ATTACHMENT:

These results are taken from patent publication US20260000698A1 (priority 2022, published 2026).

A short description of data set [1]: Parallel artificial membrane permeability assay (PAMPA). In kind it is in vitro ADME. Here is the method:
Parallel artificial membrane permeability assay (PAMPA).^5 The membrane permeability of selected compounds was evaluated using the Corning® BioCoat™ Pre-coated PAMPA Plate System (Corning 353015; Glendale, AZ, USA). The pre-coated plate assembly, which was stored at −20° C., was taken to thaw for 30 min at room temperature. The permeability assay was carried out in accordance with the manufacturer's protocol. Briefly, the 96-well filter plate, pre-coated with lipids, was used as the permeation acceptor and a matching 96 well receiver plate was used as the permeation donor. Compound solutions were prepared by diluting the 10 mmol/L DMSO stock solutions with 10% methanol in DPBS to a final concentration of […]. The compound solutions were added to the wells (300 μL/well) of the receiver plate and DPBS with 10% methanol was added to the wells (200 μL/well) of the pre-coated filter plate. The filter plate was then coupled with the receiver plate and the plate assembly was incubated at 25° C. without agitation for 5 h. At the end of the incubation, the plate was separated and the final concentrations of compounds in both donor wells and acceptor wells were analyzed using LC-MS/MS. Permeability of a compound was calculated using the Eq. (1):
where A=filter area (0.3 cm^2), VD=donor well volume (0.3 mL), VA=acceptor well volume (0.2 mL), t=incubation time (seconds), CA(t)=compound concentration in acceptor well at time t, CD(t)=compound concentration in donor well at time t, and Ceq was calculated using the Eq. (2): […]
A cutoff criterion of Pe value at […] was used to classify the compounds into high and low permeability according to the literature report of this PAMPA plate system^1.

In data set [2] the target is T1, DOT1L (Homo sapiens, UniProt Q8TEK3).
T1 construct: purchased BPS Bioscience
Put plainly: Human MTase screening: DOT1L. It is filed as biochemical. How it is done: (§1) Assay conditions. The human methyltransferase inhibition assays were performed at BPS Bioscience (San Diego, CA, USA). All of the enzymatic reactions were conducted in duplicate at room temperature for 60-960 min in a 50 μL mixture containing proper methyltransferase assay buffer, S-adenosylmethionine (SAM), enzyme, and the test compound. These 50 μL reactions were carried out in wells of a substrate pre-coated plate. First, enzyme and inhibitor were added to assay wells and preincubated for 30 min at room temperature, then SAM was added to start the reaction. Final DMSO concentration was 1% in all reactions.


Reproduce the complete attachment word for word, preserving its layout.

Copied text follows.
These results are taken from patent publication US20260000698A1 (priority 2022, published 2026).

A short description of data set [1]: Parallel artificial membrane permeability assay (PAMPA). In kind it is in vitro ADME. Here is the method:
Parallel artificial membrane permeability assay (PAMPA).^5 The membrane permeability of selected compounds was evaluated using the Corning® BioCoat™ Pre-coated PAMPA Plate System (Corning 353015; Glendale, AZ, USA). The pre-coated plate assembly, which was stored at −20° C., was taken to thaw for 30 min at room temperature. The permeability assay was carried out in accordance with the manufacturer's protocol. Briefly, the 96-well filter plate, pre-coated with lipids, was used as the permeation acceptor and a matching 96 well receiver plate was used as the permeation donor. Compound solutions were prepared by diluting the 10 mmol/L DMSO stock solutions with 10% methanol in DPBS to a final concentration of […]. The compound solutions were added to the wells (300 μL/well) of the receiver plate and DPBS with 10% methanol was added to the wells (200 μL/well) of the pre-coated filter plate. The filter plate was then coupled with the receiver plate and the plate assembly was incubated at 25° C. without agitation for 5 h. At the end of the incubation, the plate was separated and the final concentrations of compounds in both donor wells and acceptor wells were analyzed using LC-MS/MS. Permeability of a compound was calculated using the Eq. (1):
where A=filter area (0.3 cm^2), VD=donor well volume (0.3 mL), VA=acceptor well volume (0.2 mL), t=incubation time (seconds), CA(t)=compound concentration in acceptor well at time t, CD(t)=compound concentration in donor well at time t, and Ceq was calculated using the Eq. (2): […]
A cutoff criterion of Pe value at […] was used to classify the compounds into high and low permeability according to the literature report of this PAMPA plate system^1.

In data set [2] the target is T1, DOT1L (Homo sapiens, UniProt Q8TEK3).
T1 construct: purchased BPS Bioscience
Put plainly: Human MTase screening: DOT1L. It is filed as biochemical. How it is done: (§1) Assay conditions. The human methyltransferase inhibition assays were performed at BPS Bioscience (San Diego, CA, USA). All of the enzymatic reactions were conducted in duplicate at room temperature for 60-960 min in a 50 μL mixture containing proper methyltransferase assay buffer, S-adenosylmethionine (SAM), enzyme, and the test compound. These 50 μL reactions were carried out in wells of a substrate pre-coated plate. First, enzyme and inhibitor were added to assay wells and preincubated for 30 min at room temperature, then SAM was added to start the reaction. Final DMSO concentration was 1% in all reactions.